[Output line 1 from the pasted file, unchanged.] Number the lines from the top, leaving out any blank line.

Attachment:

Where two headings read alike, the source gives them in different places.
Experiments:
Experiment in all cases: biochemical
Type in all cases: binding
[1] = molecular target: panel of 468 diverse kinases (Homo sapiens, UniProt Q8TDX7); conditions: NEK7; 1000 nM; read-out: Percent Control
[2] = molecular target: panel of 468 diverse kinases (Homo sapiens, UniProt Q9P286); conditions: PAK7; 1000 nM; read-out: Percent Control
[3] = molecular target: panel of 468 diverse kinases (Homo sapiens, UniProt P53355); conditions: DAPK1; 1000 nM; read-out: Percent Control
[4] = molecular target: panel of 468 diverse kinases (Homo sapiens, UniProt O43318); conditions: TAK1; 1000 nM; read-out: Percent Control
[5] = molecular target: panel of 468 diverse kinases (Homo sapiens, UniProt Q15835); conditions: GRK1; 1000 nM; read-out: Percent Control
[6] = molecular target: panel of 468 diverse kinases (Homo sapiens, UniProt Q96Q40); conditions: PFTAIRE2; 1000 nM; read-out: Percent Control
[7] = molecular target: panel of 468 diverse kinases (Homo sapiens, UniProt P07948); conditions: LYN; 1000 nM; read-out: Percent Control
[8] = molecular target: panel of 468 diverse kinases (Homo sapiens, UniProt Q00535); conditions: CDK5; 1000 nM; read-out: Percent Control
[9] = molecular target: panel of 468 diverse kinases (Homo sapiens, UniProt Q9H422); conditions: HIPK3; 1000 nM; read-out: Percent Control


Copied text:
Where two headings read alike, the source gives them in different places.